Making sense of the material changes in my own urban landscape requires an understanding of the depth to which debt financing has become normalized as the primary medium for financial circulation within local, national and global markets. xxi Financial innovations, such as securitization, that originated in the 1980s and accelerated in the 90s relied upon a range of conduits to endlessly re-package and re-circulate debt, thereby lubricating the markets with fictitious liquidity to meet the extensive needs of capital. From the optic of debt, financialization is not merely as an expansion of economic activity but the simultaneous conditioning of a new subjectivity that is extensive , since it brings all forms of production (social and economic) under the logic of finance, and intensive , “since it encompasses the relationship to the self, in the guise of the entrepreneur of the self.” xxii The historic expansion of credit meant that capital would inevitably be required to widen its base of borrowers/debtors to absorb the surplus being generated. It is unsurprising then that it was during the accelerated spread of credit in the 1990s that AFSPs also began to proliferate at a much faster rate. If capitalism in fact creates a physical landscape “in its own image, broadly appropriate to the purposes of production and reproduction” as Harvey xxiii maintains, then it was only a matter of time before the short-term risk with high interest return model that had become the modus operandi of the markets would find new spatial articulations.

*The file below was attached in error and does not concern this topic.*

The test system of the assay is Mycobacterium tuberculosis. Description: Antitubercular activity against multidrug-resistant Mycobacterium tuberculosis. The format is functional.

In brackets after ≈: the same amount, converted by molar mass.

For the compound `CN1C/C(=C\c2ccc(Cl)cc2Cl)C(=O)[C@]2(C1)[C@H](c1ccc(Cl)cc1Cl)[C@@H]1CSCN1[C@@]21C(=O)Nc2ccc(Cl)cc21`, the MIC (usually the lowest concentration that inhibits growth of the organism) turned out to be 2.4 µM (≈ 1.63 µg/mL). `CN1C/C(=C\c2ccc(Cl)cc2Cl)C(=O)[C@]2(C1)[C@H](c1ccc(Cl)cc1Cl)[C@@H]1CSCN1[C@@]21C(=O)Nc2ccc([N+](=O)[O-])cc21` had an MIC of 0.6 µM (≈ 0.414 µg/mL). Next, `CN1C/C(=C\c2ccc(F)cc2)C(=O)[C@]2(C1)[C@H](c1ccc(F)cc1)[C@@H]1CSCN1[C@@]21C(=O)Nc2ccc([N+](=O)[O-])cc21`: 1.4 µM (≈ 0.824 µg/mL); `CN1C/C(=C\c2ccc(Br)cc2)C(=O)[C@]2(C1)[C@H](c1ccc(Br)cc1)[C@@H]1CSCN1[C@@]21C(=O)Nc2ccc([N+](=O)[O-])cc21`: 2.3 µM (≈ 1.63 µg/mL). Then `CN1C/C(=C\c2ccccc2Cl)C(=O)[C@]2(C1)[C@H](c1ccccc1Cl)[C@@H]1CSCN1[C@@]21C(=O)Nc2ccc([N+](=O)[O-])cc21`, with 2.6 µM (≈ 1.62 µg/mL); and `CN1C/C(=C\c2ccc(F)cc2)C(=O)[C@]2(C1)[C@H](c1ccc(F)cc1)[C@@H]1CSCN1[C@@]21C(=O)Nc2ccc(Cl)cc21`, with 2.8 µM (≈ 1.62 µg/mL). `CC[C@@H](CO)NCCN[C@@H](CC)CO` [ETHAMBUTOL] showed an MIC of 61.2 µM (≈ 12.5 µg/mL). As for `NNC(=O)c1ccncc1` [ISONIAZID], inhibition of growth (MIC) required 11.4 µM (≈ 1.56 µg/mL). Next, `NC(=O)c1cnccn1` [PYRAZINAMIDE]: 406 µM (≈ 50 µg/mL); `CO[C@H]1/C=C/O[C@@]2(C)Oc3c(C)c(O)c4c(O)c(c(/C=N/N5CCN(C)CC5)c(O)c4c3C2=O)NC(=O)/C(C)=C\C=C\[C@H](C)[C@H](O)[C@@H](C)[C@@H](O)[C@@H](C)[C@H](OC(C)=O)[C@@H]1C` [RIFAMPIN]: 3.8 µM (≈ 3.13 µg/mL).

While the 1990s is often remembered as an era of dramatic economic expansion spurred on by the IT revolution, the base of working class America remained stagnate in wage earnings xxiv straining their ability to meet a socially constructed standard of living that was being driven upwards through increased access to credit: “American median-income households have experienced unsecured debt levels well above yearly income levels since 1992.” xxv Hence, the increasing need for quick access to credit/debt became an integral component within the discourse of the financialized-self and the AFSPs responded to meet these needs by embedding themselves into the urban landscape: nationally, “the number of payday loan offices grew from under 200 offices in the early 1990s to over 22,800 offices at the end of 2005.” xxvi